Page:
North Carolina Newspapers is powered by Chronam.
What's all this northern
weather about? Today's
high of 65 is a chilling
reminder of what's to come.
Copyright 1985 The Daily Tar Heel
Let's go, Heels
Let's hear it for the men in
blue. The grid boys take to
the field tomorrow against
lOth-ranked LSU, renewing
a rivalry of old.
Serving the students and the University community since 1893
Volume 93, Issue 60
Friday, September 13, 1S35
Chapel Hi!l, North Carolina
Business Advertising 962-1163
i it ii
By MARK POWELL
Japanese businessmen are hoping the
United States will not make U.S.
markets more difficult to enter than they
already are, said John P. Evans, dean
of UNC's School 'of Business
Evans was part of a group of five
U.S. business school deans to spend two
weeks in Japan in July as a guest of
a Japanese business foundation. In an
interview Thursday he said Japanese
businessmen had a great fear of the
rising protectionism movement in the
"The reaction of Japanese business
men (to rising U.S. protectionism) is in
two parts," Evans said. "One, they hope
that we wont make our markets any
more difficult to enter than they already
are and, two, they feel that Japanese
markets are more open than Americans
. The Reagan Administration resisted
pressure from special interest groups
and rejected calls for protectionist
moves to cut the huge trade deficit with
Japan. But on Saturday President
Reagan announced that the administra
tion would take action against unfair
trade practices by Korea, Brazil and
Administration spokesmen have said
that the administration would take
unspecified action against Japanese
policies limiting the sale of U.S.
cigarettes in Japan. Japan has long
restricted the sale of American
cigarettes through price-setting and
limiting distribution in order to protect
Japanese cigarette manufacturers.
The Japanese premier Yasuhiro
Nakasone announced plans to improve
foreign access to Japanese markets
during Evans second week in Japan.
Evans said that the Japanese had a lot
to lose in losing the U.S. market, more
than the United States did in losing the
"We are an important trading partner
for them and they are an important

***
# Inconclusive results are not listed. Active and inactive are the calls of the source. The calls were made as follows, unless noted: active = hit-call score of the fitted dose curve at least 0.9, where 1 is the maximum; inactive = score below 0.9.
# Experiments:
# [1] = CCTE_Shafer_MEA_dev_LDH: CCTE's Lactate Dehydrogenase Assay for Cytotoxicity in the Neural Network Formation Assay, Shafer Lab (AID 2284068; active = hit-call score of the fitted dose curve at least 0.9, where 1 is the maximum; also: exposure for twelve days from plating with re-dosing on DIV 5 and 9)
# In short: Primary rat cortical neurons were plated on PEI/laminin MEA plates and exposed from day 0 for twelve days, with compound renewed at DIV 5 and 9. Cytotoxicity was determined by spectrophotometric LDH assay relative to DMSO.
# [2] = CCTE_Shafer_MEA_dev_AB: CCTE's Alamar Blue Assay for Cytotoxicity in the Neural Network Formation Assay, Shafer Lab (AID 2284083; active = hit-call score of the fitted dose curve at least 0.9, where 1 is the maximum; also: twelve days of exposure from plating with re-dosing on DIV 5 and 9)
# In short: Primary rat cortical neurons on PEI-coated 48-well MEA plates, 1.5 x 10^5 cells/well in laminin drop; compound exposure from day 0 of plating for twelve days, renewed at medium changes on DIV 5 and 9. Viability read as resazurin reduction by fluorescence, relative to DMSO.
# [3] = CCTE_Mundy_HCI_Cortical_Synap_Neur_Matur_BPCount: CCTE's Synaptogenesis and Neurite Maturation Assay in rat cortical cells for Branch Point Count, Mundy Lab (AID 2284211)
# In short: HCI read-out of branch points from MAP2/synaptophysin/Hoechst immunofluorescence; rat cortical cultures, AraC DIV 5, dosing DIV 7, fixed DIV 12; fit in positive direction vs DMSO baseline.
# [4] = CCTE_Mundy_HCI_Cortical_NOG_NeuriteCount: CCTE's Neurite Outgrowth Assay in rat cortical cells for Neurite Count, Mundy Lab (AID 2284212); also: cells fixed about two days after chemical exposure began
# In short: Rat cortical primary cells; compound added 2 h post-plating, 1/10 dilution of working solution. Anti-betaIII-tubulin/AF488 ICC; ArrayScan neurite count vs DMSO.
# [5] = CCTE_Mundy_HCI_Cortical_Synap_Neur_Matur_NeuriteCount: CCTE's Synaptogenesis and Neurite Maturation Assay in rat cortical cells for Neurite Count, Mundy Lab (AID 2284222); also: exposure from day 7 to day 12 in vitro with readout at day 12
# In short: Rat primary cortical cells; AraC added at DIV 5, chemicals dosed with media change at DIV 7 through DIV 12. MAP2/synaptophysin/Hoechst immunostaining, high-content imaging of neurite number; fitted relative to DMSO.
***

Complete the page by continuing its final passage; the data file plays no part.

trading partner for us, especially in the
future," Evans said. "It is much more
important for the Japanese to keeplhe
U.S. as a trading partner."
The Japanese emphasize foreign
trade in their businesses and in training
for their businessmen because it is a
necessity for their island nation, Evans
said. He said the Japanese had to look
toward international trade to keep their
standard of living high.
Japan has almost no natural resour
ces of its own, so it is forced to
emphasize foreign trade, but the United
States does not necessarily have to look
to foreign trade to support itself,
according to Evans.
"We could (theoretically) contem
plate shutting our borders if we wanted
to," Evans said. "However, we should
expect to be engaged in a more inter
nationalized world economy."
Evans said that business schools
should include in their programs the
study of international trade. He said
students should study the environment
that business is conducted in, including
the international environment.
Evans said that business students
should not necessarily study Japan, but
that they should be exposed to different
types of foreign cultures, By studying
other cultures, U.S. businesses are
Rebecca Marshall, a senior business major from Atlanta, catches up
on her reading for advertising class outside the Union Thursday
John P. Evans
people to study
Japan and other
better able to work and compete with
"Companies are now designating
people to study Japan and other foreign
businesses," Evans said.
Some U.S. businesses are competing
well in the Japanese market, Evans said.
He wasnt able to observe many effects
of U.S. businesses in Japan, but there
were quite a lot of U.S. fast food
franchises in Tokyo.
"We did not see many U.S. electronic
products," Evans said. "On the streets,
though, you could see a number of fast
food places originating in the U.S."
Japan ha$ come a long way in the
last "35 'years, Evans said.- The nation
has gone from being a war-torn,
occupied nation with virtually no
industry to a nation with one of the
strongest economies in the world, he
Evans said that Japan was facing an
indentity crisis. He said it had been a
country used to trying to rebuild and
strengthen its economy for the last 35
years, but it had reached a stage where
it was dominating the markets that it
was simply trying to compete in before.
"Japan has not yet sorted out its role,
what it should be as a world citizen,"
He said that the United States had
been a point of strength for the nation
during the past 35 years. The U.S.
military had protected Japan, while the
government of the United States had
supported the nation in its efforts to
expand into world markets.
The United States has made attempts